What do you the futurists have to say about trends in the workplace? This post was written by Erica Orange of the leading futurist consulting firm. Weiner Edrich Brown Consulting
One big take-away for us is the idea that virtual work will continue to become more commonplace from the big corporations to the smaller companies. We already know that growing businesses are comfortable in the virtual world, and see approximately 1/3 of you turn to Urban Interns to find virtual help. As discussed in the Wall Street Journal and CNN World Business, building a virtual team is a great way to keep overhead costs down, tap into top talent beyond your local area and depending on the time zones, keep the wheels moving 24 hours a day.
Keep reading to see what Erica has to say about the future of virtual work and the changing nature of jobs. Thanks Erica!
Locally and globally, we continue to see that the nature of jobs is profoundly changing, and what we do in order to earn our incomes, and how we do it, will never be the same. Importantly, none of this will ever again conform to what were the norms or rules or expectations across companies or through the years. The business of getting, keeping, being rewarded for and losing jobs has become a virtual free-for-all.
In the evolving world of work, everything is in motion. Almost half of IBM’s employees rarely come into a physical office. Like Accenture, Crayon and Best Buy, work gets done wherever you are. Even headquarters can be in cyberspace, and telepresence is gaining in quality and popularity. The processes, protocols and cultures of organizations are divergent as never before. Some companies are even encouraging the use of Facebook as a way to recruit for the company and collaborate with their colleagues and clients. Getting and keeping talent is taking on all kinds of new dimensions.
More workers are moving around the world to live, work and retire. There is increasing demand for high-end and low-end (personal services) jobs, leading to a sagging middle in the job market. Alan Blinder, Princeton University, has made a point of distinguishing between personal services and impersonal services – if it can be digitized (like much of medicine and finance), it doesn’t have to be done in geographic proximity. If it requires direct contact, like plumbing and building, it is more difficult to outsource. Now we are seeing the offshoring of even more personal service providers, such as tutors and concierges.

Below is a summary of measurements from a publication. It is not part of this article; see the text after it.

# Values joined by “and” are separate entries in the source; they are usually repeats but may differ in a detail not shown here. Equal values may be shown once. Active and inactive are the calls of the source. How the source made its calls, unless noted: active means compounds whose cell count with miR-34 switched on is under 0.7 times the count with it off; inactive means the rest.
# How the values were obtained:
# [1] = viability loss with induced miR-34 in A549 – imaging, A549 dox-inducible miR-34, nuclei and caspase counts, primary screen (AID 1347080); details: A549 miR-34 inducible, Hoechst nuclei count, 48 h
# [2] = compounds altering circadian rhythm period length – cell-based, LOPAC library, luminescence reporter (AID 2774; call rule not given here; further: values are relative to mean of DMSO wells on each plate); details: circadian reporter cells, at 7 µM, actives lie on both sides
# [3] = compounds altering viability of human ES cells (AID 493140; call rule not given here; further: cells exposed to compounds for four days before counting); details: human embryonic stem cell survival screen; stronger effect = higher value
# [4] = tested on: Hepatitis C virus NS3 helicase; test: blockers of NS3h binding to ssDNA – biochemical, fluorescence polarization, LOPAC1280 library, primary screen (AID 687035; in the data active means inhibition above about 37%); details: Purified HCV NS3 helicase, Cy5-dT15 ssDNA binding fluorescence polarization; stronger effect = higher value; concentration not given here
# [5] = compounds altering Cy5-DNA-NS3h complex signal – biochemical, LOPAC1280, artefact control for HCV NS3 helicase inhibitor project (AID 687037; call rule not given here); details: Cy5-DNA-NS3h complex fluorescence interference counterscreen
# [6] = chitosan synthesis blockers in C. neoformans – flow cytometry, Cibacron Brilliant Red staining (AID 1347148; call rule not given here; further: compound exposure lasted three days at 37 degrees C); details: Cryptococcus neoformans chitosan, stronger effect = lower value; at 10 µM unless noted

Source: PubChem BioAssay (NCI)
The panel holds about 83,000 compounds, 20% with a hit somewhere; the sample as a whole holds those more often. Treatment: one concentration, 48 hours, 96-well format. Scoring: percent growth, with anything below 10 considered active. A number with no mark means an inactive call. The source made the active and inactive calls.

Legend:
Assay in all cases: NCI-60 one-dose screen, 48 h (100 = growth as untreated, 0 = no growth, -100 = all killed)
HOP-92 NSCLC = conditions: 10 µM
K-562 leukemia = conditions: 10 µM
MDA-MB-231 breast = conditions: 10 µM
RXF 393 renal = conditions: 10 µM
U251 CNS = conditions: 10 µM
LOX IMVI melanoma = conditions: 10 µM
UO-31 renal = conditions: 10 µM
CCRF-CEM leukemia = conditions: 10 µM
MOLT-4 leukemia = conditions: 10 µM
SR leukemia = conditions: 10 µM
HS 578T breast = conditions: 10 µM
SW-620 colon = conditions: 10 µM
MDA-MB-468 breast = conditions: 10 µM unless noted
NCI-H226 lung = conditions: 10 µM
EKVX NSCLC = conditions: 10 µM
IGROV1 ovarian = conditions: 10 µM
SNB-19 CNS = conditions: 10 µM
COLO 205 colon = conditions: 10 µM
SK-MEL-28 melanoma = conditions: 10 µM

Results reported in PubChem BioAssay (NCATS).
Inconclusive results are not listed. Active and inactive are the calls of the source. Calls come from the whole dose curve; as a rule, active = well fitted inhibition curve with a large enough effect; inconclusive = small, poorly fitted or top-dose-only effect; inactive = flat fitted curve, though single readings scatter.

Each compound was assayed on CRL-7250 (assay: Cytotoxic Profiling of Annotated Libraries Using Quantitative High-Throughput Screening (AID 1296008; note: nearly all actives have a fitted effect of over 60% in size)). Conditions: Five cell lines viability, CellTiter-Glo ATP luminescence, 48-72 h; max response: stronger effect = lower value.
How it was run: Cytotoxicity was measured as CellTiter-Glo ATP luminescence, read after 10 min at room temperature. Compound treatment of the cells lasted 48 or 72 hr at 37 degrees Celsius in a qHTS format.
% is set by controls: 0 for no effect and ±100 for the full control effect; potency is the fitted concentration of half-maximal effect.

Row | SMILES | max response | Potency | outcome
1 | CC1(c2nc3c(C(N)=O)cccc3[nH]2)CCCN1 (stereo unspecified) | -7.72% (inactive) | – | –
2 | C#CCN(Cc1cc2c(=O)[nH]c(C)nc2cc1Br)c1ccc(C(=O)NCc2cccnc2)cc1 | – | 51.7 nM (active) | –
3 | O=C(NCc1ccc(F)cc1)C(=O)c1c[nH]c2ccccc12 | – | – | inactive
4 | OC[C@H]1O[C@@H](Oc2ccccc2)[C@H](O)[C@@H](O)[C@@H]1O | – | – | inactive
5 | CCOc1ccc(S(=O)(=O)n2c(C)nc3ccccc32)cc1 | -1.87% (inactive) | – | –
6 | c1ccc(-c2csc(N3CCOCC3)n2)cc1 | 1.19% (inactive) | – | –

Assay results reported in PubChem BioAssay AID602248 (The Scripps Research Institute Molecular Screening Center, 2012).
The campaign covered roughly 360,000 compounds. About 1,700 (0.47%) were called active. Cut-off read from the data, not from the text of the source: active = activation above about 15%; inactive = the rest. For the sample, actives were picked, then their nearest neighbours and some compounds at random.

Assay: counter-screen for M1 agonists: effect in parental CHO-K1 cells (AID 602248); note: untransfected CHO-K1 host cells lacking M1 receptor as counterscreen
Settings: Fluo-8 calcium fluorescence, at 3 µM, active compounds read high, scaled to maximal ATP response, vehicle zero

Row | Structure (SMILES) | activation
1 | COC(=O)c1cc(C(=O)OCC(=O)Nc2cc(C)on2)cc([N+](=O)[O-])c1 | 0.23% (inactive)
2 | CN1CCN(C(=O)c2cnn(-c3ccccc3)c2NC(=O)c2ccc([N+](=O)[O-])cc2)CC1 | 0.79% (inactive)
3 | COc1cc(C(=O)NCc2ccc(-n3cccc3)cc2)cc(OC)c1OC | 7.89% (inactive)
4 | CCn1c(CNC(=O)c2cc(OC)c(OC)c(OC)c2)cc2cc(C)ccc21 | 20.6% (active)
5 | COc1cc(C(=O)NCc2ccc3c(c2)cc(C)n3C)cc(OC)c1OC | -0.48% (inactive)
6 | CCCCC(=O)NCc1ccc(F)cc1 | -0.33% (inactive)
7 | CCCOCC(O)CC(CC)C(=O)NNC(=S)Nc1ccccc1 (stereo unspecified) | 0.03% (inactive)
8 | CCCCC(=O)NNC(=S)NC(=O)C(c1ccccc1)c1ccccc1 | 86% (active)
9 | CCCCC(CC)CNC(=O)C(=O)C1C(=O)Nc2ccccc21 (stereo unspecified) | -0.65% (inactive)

The workplace itself, where it continues to exist, will be a patchwork of new opportunities and challenges. In many buildings, it is coming to resemble more of a design studio than an industrial center. Emerging core values are collaboration and innovation. So, while many employers are increasingly observing and tracking employees to reduce slacking and absenteeism, others are doing away with the clock altogether and evaluating output rather than input.
While there is a great deal of emphasis being placed on managing younger generations of employees, the older generations are lost in the sea of turbulent job surfing, too. Many younger people have grown up with uncertainty, and they are cynical and wary of employer communications and expectations of loyalty. They make their demands up front, and communicate more informally up, down and across the organization. It comes as no surprise to them that in each place they land, the culture is different, the levels of integrity are uneven, the social networks are in play, and the measurement parameters are not consistent. But those who are older are the ones who are befuddled by the virtual office, the breaking down of silos, the differing expectations from one organization to the next, and the short-lived tenure of the jobs they hold.
While people are being accorded more flexibility in the workplace, the competition for many jobs is intense, and there are no “career paths” any more in one place or one industry. Plus, there is no longer any guarantee that the job will even be there as long as a year later. There are no longer any rules, there are no longer any promises, and there is no longer much trust. That means there will have to be evolutionary change, if not revolutionary change, in the way people are prepared for work, for life, and for life between jobs and after work.